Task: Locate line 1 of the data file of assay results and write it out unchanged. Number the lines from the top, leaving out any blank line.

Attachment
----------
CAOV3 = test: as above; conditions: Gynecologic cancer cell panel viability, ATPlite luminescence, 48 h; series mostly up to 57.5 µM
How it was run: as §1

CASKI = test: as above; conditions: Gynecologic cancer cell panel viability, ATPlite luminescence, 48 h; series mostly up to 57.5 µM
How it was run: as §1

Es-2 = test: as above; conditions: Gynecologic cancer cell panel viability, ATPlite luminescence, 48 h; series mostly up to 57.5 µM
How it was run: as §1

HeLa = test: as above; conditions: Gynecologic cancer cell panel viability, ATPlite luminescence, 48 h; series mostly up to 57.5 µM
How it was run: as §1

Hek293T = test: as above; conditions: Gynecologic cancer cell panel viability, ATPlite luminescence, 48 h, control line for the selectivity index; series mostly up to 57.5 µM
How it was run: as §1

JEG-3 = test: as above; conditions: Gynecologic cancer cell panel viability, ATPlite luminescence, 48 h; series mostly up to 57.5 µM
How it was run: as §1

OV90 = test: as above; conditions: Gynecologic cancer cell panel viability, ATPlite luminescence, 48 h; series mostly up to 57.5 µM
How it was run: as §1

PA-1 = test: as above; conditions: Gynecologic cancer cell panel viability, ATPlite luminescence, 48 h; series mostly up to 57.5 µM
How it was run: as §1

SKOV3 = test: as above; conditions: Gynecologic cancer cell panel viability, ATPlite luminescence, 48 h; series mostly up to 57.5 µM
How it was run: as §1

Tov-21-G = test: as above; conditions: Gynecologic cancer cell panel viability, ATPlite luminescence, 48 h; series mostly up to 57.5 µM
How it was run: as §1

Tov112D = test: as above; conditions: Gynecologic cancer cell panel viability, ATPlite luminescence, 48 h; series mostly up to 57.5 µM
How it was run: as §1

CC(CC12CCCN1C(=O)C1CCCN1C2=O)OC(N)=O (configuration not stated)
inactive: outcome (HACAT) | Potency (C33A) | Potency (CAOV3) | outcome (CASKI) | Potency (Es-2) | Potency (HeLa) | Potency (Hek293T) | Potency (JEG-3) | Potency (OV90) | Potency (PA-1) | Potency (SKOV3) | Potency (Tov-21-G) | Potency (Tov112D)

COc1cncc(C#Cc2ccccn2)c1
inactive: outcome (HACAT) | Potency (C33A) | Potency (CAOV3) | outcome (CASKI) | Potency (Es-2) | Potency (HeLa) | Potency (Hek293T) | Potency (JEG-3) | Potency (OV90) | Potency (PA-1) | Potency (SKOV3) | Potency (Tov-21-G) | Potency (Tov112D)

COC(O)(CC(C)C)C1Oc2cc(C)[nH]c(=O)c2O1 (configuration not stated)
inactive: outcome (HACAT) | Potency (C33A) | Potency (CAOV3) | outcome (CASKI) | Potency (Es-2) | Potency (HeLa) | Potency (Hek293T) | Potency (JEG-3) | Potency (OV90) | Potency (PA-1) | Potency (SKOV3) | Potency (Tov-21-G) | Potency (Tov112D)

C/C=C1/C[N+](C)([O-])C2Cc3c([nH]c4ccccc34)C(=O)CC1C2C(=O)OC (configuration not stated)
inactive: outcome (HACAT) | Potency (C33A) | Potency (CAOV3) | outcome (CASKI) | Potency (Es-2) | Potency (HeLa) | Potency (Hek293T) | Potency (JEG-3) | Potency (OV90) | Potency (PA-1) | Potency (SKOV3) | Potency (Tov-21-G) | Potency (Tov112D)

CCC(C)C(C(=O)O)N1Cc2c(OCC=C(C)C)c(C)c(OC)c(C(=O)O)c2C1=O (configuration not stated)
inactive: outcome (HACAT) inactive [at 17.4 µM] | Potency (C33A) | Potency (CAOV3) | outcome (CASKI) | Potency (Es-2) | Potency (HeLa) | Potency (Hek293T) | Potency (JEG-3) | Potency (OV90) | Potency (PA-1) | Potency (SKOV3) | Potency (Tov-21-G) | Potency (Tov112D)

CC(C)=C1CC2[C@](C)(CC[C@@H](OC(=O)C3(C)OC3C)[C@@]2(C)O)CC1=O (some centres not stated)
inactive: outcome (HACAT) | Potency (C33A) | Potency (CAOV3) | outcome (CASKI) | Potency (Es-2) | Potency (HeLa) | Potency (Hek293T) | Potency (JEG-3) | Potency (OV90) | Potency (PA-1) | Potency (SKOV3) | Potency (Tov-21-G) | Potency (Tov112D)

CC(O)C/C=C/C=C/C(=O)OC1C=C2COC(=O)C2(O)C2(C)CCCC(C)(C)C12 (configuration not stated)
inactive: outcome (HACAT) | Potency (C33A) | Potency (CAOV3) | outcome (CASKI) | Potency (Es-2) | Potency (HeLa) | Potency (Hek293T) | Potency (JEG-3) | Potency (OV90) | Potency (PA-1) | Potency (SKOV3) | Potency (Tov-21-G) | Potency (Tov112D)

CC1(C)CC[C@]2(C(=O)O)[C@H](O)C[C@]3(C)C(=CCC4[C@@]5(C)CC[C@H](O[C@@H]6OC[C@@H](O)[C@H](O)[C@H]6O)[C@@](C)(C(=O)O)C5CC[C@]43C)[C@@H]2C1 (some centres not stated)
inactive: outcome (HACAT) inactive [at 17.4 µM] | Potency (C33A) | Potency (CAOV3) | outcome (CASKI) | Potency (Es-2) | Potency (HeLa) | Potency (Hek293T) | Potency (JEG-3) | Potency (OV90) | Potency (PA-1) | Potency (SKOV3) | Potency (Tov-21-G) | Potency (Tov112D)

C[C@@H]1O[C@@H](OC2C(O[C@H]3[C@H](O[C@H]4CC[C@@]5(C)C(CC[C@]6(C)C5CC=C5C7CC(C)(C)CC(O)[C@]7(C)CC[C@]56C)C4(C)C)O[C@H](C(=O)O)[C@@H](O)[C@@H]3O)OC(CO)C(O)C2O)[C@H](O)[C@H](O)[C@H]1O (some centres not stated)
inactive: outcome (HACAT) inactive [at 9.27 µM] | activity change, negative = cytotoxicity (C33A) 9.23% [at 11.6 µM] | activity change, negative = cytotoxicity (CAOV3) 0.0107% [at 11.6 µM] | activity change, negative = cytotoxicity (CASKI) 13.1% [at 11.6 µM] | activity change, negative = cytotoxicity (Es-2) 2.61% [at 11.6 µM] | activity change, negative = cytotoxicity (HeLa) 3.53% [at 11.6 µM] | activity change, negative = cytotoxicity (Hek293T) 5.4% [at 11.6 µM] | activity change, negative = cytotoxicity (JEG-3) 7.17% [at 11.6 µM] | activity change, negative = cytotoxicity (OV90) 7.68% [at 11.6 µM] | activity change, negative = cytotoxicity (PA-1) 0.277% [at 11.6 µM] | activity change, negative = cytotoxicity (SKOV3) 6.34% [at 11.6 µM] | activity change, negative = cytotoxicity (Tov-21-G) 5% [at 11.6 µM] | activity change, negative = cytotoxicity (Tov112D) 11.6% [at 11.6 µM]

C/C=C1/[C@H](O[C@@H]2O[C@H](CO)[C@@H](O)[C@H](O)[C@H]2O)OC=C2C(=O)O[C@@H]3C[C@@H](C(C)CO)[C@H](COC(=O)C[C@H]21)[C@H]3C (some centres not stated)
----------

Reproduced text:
CAOV3 = test: as above; conditions: Gynecologic cancer cell panel viability, ATPlite luminescence, 48 h; series mostly up to 57.5 µM